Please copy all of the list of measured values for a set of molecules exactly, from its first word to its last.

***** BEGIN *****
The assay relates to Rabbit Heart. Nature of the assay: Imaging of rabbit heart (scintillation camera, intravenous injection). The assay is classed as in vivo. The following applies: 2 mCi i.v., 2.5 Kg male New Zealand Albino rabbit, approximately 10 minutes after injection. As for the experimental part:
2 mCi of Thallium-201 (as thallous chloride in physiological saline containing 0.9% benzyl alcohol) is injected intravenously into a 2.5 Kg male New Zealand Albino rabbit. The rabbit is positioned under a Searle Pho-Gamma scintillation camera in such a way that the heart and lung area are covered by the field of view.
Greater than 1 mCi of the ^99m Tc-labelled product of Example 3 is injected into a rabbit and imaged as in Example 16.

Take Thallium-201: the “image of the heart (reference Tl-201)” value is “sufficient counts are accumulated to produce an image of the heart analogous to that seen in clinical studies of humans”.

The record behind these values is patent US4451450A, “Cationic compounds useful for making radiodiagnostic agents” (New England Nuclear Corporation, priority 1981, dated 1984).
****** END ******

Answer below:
The assay relates to Rabbit Heart. Nature of the assay: Imaging of rabbit heart (scintillation camera, intravenous injection). The assay is classed as in vivo. The following applies: 2 mCi i.v., 2.5 Kg male New Zealand Albino rabbit, approximately 10 minutes after injection. As for the experimental part:
2 mCi of Thallium-201 (as thallous chloride in physiological saline containing 0.9% benzyl alcohol) is injected intravenously into a 2.5 Kg male New Zealand Albino rabbit. The rabbit is positioned under a Searle Pho-Gamma scintillation camera in such a way that the heart and lung area are covered by the field of view.
Greater than 1 mCi of the ^99m Tc-labelled product of Example 3 is injected into a rabbit and imaged as in Example 16.

Take Thallium-201: the “image of the heart (reference Tl-201)” value is “sufficient counts are accumulated to produce an image of the heart analogous to that seen in clinical studies of humans”.

The record behind these values is patent US4451450A, “Cationic compounds useful for making radiodiagnostic agents” (New England Nuclear Corporation, priority 1981, dated 1984).